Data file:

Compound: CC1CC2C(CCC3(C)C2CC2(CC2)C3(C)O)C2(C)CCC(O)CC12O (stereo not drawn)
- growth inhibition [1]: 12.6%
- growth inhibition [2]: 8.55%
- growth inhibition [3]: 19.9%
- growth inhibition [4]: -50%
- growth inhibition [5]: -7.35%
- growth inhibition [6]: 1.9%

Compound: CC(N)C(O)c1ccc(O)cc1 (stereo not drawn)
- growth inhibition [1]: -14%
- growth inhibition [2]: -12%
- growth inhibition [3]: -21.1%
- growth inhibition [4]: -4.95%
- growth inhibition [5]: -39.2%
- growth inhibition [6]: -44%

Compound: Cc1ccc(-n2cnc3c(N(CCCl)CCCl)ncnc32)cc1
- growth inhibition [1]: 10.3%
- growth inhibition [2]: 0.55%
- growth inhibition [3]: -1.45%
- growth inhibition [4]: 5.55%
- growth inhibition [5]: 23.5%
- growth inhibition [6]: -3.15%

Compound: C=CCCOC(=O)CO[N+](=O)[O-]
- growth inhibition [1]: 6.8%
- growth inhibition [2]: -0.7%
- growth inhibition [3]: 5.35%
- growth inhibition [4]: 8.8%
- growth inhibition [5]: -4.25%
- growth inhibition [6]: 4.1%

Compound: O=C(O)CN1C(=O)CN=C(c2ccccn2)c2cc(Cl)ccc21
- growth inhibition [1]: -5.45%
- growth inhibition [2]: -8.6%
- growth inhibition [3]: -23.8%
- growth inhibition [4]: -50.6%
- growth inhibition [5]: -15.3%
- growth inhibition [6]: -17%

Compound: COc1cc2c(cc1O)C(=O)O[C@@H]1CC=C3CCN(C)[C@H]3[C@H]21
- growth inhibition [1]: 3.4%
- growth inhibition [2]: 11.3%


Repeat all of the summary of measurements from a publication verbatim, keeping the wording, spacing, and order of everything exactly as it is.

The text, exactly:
Compound: CC1CC2C(CCC3(C)C2CC2(CC2)C3(C)O)C2(C)CCC(O)CC12O (stereo not drawn)
- growth inhibition [1]: 12.6%
- growth inhibition [2]: 8.55%
- growth inhibition [3]: 19.9%
- growth inhibition [4]: -50%
- growth inhibition [5]: -7.35%
- growth inhibition [6]: 1.9%

Compound: CC(N)C(O)c1ccc(O)cc1 (stereo not drawn)
- growth inhibition [1]: -14%
- growth inhibition [2]: -12%
- growth inhibition [3]: -21.1%
- growth inhibition [4]: -4.95%
- growth inhibition [5]: -39.2%
- growth inhibition [6]: -44%

Compound: Cc1ccc(-n2cnc3c(N(CCCl)CCCl)ncnc32)cc1
- growth inhibition [1]: 10.3%
- growth inhibition [2]: 0.55%
- growth inhibition [3]: -1.45%
- growth inhibition [4]: 5.55%
- growth inhibition [5]: 23.5%
- growth inhibition [6]: -3.15%

Compound: C=CCCOC(=O)CO[N+](=O)[O-]
- growth inhibition [1]: 6.8%
- growth inhibition [2]: -0.7%
- growth inhibition [3]: 5.35%
- growth inhibition [4]: 8.8%
- growth inhibition [5]: -4.25%
- growth inhibition [6]: 4.1%

Compound: O=C(O)CN1C(=O)CN=C(c2ccccn2)c2cc(Cl)ccc21
- growth inhibition [1]: -5.45%
- growth inhibition [2]: -8.6%
- growth inhibition [3]: -23.8%
- growth inhibition [4]: -50.6%
- growth inhibition [5]: -15.3%
- growth inhibition [6]: -17%

Compound: COc1cc2c(cc1O)C(=O)O[C@@H]1CC=C3CCN(C)[C@H]3[C@H]21
- growth inhibition [1]: 3.4%
- growth inhibition [2]: 11.3%